The majority of the troops were suffering from disease and starvation when they surrendered on April 9, 1942. They were forced to walk to their prison camp, some 65 miles away, under extreme tropical conditions with no provisions for food, water, shelter, or medicine. Those who could no longer go on were beaten, bayoneted, shot, and even beheaded by their Japanese captors.
Thousands died in what became known as the Bataan Death March. In one case, a group of 350 soldiers who had just surrendered were herded to a river and massacred. But despite the agony of defeat, the USAFFE soldiers delayed the Japanese Army’s 50-day timetable by holding on to the Bataan Peninsula for 99 days.
Although Japan granted the Philippines its “independence” in 1943 as part of its Greater East Asian Co-Prosperity Sphere program, the Filipinos suffered greatly from atrocities inflicted not only on suspected guerrillas but on many innocent civilians. Torture, rape, pillage, and massacres, sometimes of entire villages, took place all over the country.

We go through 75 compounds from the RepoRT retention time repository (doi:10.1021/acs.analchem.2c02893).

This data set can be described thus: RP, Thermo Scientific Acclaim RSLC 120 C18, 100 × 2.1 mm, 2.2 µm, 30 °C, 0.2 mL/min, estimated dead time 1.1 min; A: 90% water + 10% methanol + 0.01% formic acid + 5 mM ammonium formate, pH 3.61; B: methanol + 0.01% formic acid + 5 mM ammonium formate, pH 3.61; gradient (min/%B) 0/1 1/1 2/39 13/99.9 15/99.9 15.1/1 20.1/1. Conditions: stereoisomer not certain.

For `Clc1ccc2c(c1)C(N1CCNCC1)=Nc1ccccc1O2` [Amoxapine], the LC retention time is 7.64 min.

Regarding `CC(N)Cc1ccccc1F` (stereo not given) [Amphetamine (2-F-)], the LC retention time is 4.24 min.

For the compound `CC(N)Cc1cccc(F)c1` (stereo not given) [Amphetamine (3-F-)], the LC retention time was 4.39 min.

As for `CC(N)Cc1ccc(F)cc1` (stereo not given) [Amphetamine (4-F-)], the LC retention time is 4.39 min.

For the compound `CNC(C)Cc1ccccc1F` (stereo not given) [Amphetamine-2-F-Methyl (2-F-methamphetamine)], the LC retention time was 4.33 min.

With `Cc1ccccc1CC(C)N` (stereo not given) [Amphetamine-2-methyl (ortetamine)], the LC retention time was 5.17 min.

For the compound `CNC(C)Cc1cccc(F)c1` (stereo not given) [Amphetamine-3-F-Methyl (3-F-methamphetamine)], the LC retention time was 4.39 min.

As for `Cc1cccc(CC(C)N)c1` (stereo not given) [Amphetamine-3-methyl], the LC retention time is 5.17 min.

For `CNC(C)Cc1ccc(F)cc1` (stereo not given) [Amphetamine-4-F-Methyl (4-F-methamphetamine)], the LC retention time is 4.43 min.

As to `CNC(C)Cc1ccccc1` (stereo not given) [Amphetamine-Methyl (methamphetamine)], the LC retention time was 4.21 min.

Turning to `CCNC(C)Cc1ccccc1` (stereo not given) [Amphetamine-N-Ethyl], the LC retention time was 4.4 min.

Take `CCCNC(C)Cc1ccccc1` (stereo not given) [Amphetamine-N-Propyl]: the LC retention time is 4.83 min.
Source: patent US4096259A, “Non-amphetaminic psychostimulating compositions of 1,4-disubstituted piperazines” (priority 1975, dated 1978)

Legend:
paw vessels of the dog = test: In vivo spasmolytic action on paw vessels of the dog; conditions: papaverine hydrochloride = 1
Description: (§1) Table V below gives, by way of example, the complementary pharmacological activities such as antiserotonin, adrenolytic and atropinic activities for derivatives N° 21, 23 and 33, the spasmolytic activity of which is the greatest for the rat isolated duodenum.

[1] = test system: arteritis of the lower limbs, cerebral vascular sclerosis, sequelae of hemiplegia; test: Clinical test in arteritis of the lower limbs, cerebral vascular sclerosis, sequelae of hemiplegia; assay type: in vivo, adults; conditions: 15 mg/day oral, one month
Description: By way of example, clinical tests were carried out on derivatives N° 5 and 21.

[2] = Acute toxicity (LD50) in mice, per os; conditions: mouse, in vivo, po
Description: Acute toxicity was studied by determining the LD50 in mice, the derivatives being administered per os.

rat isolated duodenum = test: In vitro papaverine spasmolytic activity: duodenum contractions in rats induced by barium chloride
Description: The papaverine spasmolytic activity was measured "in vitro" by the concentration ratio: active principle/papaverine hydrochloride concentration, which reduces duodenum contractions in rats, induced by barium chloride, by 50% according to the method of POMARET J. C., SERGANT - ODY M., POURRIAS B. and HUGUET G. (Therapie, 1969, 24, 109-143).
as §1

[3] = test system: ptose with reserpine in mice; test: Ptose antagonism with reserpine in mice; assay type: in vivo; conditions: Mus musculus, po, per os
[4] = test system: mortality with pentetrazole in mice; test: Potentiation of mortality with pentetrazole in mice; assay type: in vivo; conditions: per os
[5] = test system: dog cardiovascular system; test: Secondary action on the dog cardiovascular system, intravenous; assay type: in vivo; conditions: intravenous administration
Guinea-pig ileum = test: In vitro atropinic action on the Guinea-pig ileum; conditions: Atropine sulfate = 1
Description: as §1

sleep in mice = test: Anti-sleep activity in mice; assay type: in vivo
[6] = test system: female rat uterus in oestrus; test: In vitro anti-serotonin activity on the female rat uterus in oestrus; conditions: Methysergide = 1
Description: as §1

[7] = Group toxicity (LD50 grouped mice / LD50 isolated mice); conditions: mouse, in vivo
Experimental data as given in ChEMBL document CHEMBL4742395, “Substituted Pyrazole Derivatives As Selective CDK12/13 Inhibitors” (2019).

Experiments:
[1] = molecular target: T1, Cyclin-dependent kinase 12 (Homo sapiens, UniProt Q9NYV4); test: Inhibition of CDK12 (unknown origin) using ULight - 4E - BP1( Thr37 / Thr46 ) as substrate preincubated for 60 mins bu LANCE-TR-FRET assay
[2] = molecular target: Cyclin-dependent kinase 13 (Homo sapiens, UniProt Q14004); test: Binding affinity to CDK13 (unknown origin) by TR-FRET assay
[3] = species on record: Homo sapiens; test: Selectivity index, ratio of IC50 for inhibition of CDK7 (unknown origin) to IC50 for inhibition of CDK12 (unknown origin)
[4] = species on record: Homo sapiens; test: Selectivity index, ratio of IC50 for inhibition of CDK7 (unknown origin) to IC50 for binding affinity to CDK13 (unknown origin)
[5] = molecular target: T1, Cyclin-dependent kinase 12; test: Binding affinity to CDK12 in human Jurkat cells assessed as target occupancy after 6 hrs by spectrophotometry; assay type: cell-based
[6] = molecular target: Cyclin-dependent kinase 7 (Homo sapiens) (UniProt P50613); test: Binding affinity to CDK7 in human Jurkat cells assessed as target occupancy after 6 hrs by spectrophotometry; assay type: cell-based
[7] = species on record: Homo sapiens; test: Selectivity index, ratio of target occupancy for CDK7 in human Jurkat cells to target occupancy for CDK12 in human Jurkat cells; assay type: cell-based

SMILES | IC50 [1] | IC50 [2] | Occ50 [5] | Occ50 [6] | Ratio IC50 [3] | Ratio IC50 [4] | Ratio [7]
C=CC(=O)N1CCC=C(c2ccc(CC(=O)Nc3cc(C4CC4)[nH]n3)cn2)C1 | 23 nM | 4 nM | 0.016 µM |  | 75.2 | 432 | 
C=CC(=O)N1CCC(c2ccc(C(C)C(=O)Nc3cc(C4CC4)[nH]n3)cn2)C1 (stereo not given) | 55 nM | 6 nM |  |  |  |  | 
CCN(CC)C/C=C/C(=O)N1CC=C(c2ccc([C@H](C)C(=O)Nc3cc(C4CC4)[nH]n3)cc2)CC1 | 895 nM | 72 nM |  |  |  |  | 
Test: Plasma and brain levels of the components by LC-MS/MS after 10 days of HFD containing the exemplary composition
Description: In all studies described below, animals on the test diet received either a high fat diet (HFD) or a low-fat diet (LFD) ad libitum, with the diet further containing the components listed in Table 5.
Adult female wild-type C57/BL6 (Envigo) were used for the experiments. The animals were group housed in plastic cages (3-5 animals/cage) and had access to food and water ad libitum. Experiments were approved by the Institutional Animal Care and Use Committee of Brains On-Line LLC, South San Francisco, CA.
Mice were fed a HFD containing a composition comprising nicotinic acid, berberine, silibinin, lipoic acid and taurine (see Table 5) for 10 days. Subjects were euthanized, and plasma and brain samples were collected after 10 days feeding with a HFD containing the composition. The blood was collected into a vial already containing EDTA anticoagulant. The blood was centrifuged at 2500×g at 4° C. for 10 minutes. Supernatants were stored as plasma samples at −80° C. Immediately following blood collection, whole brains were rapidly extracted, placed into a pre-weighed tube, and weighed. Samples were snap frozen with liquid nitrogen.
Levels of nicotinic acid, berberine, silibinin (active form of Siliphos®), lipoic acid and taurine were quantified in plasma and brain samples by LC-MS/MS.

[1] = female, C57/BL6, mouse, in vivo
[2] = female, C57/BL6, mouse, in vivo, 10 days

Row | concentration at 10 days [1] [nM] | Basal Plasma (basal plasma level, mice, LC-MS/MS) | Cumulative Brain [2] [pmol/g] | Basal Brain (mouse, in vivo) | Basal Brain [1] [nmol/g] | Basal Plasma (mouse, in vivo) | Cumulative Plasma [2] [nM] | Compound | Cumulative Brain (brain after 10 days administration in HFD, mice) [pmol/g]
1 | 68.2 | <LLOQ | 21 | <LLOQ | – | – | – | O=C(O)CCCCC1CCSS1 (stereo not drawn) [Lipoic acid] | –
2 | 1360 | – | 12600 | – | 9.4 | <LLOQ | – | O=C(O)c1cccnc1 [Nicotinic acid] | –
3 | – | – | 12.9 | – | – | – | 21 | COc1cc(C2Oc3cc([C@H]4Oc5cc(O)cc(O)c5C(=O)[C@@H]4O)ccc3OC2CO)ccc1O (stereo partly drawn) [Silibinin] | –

The Kempei Tai (Japanese military police) used the method of "Zonification," rounding up suspected insurgents with the help of Filipino collaborators called Makapilis, to help identify them. It was the same system that was used during the occupation of Manchuria and more frequently during the Second Sino-Japanese War. When liberation started on October 20, 1944, Zonification was used with more frequency and impunity.
When the US First Cavalry arrived in Manila on February 3, 1945, it proceeded to Santo Tomas University north of the Pasig River, where 3,785 Allied civilian prisoners of war had been kept for over three years. While the American troops were met on the streets by jubilant civilians, what happened next, south of the river where the Japanese soldiers were entrenched, was the systematic slaughter of men, women, and children. The battle became one of the largest urban struggles during World War II, resulting in the indiscriminate deaths of 100,000 people.